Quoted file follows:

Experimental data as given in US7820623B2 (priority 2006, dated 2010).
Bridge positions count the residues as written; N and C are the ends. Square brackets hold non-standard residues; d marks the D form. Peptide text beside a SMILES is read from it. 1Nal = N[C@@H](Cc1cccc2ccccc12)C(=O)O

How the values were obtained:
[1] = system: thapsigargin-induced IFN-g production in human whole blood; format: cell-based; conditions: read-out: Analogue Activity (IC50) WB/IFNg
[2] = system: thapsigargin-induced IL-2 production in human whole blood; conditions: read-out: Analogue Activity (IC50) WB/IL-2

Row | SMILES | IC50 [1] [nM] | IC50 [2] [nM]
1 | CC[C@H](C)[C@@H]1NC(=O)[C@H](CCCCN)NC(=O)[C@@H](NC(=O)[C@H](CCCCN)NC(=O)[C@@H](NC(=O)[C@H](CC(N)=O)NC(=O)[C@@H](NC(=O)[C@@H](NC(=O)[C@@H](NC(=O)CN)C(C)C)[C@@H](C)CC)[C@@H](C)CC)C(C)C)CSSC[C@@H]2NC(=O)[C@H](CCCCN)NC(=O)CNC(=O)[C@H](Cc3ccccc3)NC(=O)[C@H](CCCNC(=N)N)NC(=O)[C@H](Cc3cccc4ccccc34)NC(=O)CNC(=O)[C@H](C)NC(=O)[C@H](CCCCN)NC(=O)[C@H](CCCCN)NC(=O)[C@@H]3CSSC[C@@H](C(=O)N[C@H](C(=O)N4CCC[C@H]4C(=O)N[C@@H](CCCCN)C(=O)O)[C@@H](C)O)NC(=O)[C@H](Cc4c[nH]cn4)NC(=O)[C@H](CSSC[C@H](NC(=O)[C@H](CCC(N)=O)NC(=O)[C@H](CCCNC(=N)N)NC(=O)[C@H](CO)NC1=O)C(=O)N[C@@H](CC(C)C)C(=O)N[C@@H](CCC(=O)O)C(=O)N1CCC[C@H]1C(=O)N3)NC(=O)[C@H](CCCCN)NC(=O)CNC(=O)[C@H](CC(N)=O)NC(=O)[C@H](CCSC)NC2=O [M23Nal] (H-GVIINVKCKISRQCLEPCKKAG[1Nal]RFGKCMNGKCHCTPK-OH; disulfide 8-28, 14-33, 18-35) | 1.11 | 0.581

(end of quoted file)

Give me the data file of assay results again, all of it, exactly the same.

Experimental data as given in US7820623B2 (priority 2006, dated 2010).
Bridge positions count the residues as written; N and C are the ends. Square brackets hold non-standard residues; d marks the D form. Peptide text beside a SMILES is read from it. 1Nal = N[C@@H](Cc1cccc2ccccc12)C(=O)O

How the values were obtained:
[1] = system: thapsigargin-induced IFN-g production in human whole blood; format: cell-based; conditions: read-out: Analogue Activity (IC50) WB/IFNg
[2] = system: thapsigargin-induced IL-2 production in human whole blood; conditions: read-out: Analogue Activity (IC50) WB/IL-2

Row | SMILES | IC50 [1] [nM] | IC50 [2] [nM]
1 | CC[C@H](C)[C@@H]1NC(=O)[C@H](CCCCN)NC(=O)[C@@H](NC(=O)[C@H](CCCCN)NC(=O)[C@@H](NC(=O)[C@H](CC(N)=O)NC(=O)[C@@H](NC(=O)[C@@H](NC(=O)[C@@H](NC(=O)CN)C(C)C)[C@@H](C)CC)[C@@H](C)CC)C(C)C)CSSC[C@@H]2NC(=O)[C@H](CCCCN)NC(=O)CNC(=O)[C@H](Cc3ccccc3)NC(=O)[C@H](CCCNC(=N)N)NC(=O)[C@H](Cc3cccc4ccccc34)NC(=O)CNC(=O)[C@H](C)NC(=O)[C@H](CCCCN)NC(=O)[C@H](CCCCN)NC(=O)[C@@H]3CSSC[C@@H](C(=O)N[C@H](C(=O)N4CCC[C@H]4C(=O)N[C@@H](CCCCN)C(=O)O)[C@@H](C)O)NC(=O)[C@H](Cc4c[nH]cn4)NC(=O)[C@H](CSSC[C@H](NC(=O)[C@H](CCC(N)=O)NC(=O)[C@H](CCCNC(=N)N)NC(=O)[C@H](CO)NC1=O)C(=O)N[C@@H](CC(C)C)C(=O)N[C@@H](CCC(=O)O)C(=O)N1CCC[C@H]1C(=O)N3)NC(=O)[C@H](CCCCN)NC(=O)CNC(=O)[C@H](CC(N)=O)NC(=O)[C@H](CCSC)NC2=O [M23Nal] (H-GVIINVKCKISRQCLEPCKKAG[1Nal]RFGKCMNGKCHCTPK-OH; disulfide 8-28, 14-33, 18-35) | 1.11 | 0.581